Architects and designers have proven time and time again they know how to design an aesthetically pleasing kitchen. Design professionals especially know how to make the cooking area beautiful, and most often it becomes the focal point of the kitchen.

However, does each of those beautiful spaces function just as beautifully and meet the individual client’s cooking needs? If the answer is no or you don’t have an answer, then you’re doing your clients a disservice.

Going back to Design 101, we should ask lots of questions to find out how clients utilize their kitchens. Ask them what type of cooking they do. One way to assist them is to pair them up with the appropriate cooktop. The cooktop should have a burner with a high Btu rating so if they’re making spaghetti for dinner, the water boils quickly for the noodles. It also should have a burner with a low simmer setting so while the spaghetti sauce is simmering it’s not scorching or splattering all over the kitchen.

Recently, I met with a client and her cabinetmaker to finalize the kitchen layout. As we discussed the design details, we also went through each cabinet and what its function would be. We then were able to decide whether the cabinet should have drawers or doors, rollouts or shelves. We then went through each drawer, rollout and shelf to detail what type of internal accessories should go in them. The client knew we were finalizing the design but had no idea that the kitchen would be designed so it would also be move-in ready.

Immediately around the cooking area is where we need efficiency the most, and I find that storage needs are pretty much the same for most clients. During preparation and cooking process, you don’t want to be crisscrossing the kitchen to grab spices or utensils, especially if you are sautéing on high heat.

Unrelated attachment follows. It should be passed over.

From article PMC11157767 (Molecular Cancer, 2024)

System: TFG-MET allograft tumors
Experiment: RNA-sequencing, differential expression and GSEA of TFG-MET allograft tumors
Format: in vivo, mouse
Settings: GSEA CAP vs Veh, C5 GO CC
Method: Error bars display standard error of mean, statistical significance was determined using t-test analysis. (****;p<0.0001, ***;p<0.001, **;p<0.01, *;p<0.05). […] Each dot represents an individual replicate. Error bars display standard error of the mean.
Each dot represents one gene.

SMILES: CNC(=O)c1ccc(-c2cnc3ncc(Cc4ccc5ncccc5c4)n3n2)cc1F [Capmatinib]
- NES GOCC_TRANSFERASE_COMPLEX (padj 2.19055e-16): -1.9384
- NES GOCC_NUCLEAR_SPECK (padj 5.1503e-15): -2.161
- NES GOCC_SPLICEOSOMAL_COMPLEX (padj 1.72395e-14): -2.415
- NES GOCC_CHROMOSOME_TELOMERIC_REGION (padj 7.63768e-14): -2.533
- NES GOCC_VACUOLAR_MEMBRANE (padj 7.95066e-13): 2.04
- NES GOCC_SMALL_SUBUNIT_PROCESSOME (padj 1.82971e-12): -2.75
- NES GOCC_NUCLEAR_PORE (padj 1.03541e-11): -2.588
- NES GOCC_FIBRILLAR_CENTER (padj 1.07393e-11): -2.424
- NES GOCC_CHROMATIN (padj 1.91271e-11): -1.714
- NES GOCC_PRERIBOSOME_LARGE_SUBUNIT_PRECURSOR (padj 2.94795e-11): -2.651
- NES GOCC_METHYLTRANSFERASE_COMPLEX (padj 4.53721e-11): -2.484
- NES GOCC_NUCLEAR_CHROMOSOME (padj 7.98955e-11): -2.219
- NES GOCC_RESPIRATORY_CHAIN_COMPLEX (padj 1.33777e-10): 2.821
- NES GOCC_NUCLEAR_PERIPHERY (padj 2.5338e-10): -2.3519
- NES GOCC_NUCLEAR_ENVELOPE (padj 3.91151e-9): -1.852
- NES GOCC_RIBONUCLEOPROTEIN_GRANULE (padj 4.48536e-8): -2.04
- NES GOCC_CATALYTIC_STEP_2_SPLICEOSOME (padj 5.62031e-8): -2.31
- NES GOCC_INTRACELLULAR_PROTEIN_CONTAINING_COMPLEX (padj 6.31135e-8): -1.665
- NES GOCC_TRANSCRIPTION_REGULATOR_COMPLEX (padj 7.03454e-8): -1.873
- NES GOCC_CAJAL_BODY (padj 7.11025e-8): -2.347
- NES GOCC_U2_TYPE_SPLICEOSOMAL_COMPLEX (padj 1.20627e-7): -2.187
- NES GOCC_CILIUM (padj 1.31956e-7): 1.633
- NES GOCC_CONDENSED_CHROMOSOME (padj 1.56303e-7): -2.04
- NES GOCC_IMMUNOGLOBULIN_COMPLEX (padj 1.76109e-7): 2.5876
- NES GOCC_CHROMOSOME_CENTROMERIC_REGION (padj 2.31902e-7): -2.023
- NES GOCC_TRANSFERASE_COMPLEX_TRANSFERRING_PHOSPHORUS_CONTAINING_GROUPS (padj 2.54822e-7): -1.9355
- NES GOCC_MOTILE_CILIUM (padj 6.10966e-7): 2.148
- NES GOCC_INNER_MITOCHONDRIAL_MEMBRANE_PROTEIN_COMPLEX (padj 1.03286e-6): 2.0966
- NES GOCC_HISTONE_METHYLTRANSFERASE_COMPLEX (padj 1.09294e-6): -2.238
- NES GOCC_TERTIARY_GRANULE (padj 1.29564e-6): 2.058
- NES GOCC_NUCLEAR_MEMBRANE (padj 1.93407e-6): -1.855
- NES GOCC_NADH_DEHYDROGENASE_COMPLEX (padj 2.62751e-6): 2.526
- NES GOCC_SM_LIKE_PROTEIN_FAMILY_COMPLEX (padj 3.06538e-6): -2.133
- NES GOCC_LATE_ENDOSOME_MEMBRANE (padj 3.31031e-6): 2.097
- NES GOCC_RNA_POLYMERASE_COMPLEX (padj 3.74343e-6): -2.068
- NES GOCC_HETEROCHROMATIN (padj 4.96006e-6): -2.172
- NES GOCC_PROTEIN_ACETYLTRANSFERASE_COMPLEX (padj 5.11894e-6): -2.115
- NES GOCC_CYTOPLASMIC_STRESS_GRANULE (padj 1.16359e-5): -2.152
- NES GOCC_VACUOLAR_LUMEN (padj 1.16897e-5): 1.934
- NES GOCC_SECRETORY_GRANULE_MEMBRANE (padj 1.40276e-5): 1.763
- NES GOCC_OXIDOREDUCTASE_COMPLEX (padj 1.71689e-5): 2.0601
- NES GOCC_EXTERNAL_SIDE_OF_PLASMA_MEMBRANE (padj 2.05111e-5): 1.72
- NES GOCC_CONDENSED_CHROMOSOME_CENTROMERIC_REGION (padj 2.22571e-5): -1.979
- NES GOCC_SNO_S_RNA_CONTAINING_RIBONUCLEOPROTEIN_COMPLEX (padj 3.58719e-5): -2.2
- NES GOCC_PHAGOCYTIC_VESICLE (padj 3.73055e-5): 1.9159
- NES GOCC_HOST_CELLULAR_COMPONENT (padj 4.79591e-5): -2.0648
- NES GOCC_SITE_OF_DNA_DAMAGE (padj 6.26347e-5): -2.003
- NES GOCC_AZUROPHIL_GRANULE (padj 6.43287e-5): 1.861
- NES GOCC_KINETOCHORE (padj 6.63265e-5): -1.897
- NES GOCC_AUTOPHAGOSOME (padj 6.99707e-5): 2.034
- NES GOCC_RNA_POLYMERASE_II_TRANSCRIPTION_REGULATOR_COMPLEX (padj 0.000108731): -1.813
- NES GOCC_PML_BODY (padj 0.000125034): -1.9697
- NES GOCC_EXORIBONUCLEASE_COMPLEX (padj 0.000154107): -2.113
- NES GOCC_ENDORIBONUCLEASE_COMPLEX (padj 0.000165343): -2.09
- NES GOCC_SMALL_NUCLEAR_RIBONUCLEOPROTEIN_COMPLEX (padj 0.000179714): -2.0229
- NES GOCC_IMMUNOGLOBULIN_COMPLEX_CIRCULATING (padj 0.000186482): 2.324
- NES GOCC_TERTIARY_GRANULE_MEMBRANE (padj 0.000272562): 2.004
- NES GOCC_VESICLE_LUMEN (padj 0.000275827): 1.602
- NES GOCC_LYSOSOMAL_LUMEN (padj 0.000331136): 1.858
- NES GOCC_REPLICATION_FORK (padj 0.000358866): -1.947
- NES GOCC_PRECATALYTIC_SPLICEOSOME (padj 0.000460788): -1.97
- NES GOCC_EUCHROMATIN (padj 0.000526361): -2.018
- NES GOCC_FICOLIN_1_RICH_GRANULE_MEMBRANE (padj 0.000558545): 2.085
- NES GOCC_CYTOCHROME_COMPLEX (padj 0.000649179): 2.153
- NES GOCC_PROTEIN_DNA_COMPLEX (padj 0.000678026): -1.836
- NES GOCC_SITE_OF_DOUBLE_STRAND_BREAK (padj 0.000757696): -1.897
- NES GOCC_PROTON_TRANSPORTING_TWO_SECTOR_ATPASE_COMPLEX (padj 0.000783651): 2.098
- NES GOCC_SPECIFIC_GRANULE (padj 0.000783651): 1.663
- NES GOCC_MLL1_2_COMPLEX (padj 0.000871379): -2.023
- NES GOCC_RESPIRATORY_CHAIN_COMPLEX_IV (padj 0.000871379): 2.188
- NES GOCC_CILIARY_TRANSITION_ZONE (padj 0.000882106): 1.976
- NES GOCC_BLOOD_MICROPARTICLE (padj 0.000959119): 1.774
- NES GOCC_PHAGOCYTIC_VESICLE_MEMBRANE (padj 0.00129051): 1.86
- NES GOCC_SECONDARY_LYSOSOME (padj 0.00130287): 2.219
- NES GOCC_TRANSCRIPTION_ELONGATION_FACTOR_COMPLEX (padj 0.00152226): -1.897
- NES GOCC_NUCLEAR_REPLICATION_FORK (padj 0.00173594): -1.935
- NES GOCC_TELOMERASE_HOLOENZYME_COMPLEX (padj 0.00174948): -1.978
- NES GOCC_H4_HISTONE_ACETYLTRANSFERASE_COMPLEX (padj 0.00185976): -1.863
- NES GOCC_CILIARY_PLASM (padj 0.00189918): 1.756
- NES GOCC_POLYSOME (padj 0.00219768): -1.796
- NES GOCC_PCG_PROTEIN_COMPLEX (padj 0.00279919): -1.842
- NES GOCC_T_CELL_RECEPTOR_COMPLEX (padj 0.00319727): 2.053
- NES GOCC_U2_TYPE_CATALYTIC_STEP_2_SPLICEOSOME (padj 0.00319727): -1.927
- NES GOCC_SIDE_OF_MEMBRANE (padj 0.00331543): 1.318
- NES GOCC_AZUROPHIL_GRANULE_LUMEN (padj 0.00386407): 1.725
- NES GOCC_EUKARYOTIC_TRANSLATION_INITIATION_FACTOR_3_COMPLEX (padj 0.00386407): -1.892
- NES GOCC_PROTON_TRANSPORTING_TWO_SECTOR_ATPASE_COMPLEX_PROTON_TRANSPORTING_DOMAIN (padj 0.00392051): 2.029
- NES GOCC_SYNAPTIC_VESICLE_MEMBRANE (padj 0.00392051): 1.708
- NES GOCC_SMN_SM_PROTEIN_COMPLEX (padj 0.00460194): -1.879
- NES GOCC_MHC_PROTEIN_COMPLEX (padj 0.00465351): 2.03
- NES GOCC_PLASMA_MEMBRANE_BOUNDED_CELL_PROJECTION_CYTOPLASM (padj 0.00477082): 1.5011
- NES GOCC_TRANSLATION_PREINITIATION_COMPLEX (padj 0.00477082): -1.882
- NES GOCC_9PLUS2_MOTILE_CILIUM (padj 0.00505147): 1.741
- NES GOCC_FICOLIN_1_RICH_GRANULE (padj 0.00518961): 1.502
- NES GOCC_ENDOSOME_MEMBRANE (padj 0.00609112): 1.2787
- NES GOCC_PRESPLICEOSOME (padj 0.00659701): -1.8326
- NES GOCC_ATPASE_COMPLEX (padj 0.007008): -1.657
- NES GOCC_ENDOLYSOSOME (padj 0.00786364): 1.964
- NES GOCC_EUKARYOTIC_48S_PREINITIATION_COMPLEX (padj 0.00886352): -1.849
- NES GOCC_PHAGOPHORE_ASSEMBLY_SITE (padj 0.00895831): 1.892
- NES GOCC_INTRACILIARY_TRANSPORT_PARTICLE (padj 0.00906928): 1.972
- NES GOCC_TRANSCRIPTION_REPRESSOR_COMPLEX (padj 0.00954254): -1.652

If I were the client, my ideal cooking area would look something like this: Spices in the top drawer to the right of the cooktop. In some designs we see beautiful columns that hold pullout spice racks coming down to the right and left of the cooktop. Although it’s beautiful, when the spice rack is pulled out, there isn’t enough counter space on either side of the cooktop.

I would place cooking oils in the wall cabinet to the right of the vent hood (make sure the door swings to the right and out of the way of foot traffic, or better yet, make that cabinet without doors). Cooking utensils and knives would be in the top drawer to the left of the cooktop, and hot pad holders would go in the drawer below the utensils. I would then place my butcher block cutting board (with a front lip to hold it in place) to the right of the cooktop.

In order to minimize dishes I need to do after our meal, I like to plate my food right from the cooktop rather than using serving bowls. Therefore, in my kitchen the dinner plates sit on a shelf to the right of the vent hood. This doesn’t mean this is where you store all of your dinnerware. Dishes can be split up throughout the kitchen. In my kitchen I have a stack of dishes near the toaster where the boys can make toast, a set at the cooking area and then another set near the dinette.

Keep in mind this works for me since I am right-handed — which means I work from right to left. I also tend to use the front right burner the majority of the time. Because of this, most of my cooking essentials belong to the right of the cooking surface, allowing me to chop my veggies and then scoop them right into my pan from the cutting board. Most of my clients find that this works nicely for them as well. However, every client is different and we should find out what their individual needs are.

If the cooking area is organized as well as aesthetically pleasing, clients will not only be happy with the way the kitchen looks but will love how it functions. If you make the cooking process simpler, clients will want to spend more time cooking and in the end will feel like they’re a real cook.

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